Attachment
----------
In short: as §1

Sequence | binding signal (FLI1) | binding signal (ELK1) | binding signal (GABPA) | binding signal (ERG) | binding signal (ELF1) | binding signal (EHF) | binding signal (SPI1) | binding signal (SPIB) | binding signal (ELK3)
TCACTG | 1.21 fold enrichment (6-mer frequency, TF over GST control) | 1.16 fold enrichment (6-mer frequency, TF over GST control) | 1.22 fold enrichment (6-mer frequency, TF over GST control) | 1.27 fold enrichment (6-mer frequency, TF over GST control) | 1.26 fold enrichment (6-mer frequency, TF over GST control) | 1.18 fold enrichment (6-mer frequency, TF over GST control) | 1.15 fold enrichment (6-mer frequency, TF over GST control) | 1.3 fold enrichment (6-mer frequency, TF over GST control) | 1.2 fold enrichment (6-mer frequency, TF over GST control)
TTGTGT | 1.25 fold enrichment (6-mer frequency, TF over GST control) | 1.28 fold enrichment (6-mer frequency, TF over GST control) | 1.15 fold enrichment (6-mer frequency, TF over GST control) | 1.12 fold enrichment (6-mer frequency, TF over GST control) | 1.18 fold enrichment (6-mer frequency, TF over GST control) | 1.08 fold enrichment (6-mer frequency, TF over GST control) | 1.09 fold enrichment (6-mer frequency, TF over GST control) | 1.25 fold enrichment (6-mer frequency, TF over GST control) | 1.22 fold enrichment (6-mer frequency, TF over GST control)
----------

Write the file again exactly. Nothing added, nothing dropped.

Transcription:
In short: as §1

Sequence | binding signal (FLI1) | binding signal (ELK1) | binding signal (GABPA) | binding signal (ERG) | binding signal (ELF1) | binding signal (EHF) | binding signal (SPI1) | binding signal (SPIB) | binding signal (ELK3)
TCACTG | 1.21 fold enrichment (6-mer frequency, TF over GST control) | 1.16 fold enrichment (6-mer frequency, TF over GST control) | 1.22 fold enrichment (6-mer frequency, TF over GST control) | 1.27 fold enrichment (6-mer frequency, TF over GST control) | 1.26 fold enrichment (6-mer frequency, TF over GST control) | 1.18 fold enrichment (6-mer frequency, TF over GST control) | 1.15 fold enrichment (6-mer frequency, TF over GST control) | 1.3 fold enrichment (6-mer frequency, TF over GST control) | 1.2 fold enrichment (6-mer frequency, TF over GST control)
TTGTGT | 1.25 fold enrichment (6-mer frequency, TF over GST control) | 1.28 fold enrichment (6-mer frequency, TF over GST control) | 1.15 fold enrichment (6-mer frequency, TF over GST control) | 1.12 fold enrichment (6-mer frequency, TF over GST control) | 1.18 fold enrichment (6-mer frequency, TF over GST control) | 1.08 fold enrichment (6-mer frequency, TF over GST control) | 1.09 fold enrichment (6-mer frequency, TF over GST control) | 1.25 fold enrichment (6-mer frequency, TF over GST control) | 1.22 fold enrichment (6-mer frequency, TF over GST control)